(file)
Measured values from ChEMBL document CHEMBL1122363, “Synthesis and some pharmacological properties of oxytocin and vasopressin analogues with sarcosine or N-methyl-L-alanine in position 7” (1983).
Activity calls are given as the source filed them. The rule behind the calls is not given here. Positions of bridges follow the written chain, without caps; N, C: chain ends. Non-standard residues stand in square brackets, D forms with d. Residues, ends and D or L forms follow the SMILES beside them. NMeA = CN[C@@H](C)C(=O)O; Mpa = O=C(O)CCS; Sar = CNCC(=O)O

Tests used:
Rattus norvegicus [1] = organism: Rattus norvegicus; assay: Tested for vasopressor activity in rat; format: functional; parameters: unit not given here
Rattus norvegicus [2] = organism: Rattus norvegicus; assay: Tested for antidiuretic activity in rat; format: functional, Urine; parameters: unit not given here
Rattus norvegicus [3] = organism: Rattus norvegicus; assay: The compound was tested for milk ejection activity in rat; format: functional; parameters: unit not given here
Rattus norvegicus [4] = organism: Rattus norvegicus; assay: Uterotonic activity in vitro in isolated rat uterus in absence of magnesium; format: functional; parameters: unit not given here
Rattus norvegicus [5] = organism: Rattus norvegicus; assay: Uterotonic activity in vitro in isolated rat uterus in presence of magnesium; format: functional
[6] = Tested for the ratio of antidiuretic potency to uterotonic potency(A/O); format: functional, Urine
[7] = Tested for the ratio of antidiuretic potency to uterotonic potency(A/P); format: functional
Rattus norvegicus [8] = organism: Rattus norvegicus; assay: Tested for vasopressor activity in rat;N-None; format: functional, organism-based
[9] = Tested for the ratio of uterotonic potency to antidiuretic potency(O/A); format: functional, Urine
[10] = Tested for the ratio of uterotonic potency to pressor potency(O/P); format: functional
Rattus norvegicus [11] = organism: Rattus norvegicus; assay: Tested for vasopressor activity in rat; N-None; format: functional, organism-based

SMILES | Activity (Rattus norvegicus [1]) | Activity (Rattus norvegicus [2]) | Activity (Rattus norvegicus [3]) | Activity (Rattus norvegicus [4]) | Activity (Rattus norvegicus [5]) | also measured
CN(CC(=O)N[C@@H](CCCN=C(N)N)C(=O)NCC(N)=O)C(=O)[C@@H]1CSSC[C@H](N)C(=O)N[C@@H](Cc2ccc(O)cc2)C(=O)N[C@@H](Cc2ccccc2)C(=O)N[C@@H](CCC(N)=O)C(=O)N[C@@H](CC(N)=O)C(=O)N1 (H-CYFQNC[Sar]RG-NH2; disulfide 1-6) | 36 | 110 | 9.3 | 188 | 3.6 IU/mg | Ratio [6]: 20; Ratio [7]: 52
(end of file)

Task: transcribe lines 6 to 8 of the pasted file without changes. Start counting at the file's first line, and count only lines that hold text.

Rattus norvegicus [3] = organism: Rattus norvegicus; assay: The compound was tested for milk ejection activity in rat; format: functional; parameters: unit not given here
Rattus norvegicus [4] = organism: Rattus norvegicus; assay: Uterotonic activity in vitro in isolated rat uterus in absence of magnesium; format: functional; parameters: unit not given here
Rattus norvegicus [5] = organism: Rattus norvegicus; assay: Uterotonic activity in vitro in isolated rat uterus in presence of magnesium; format: functional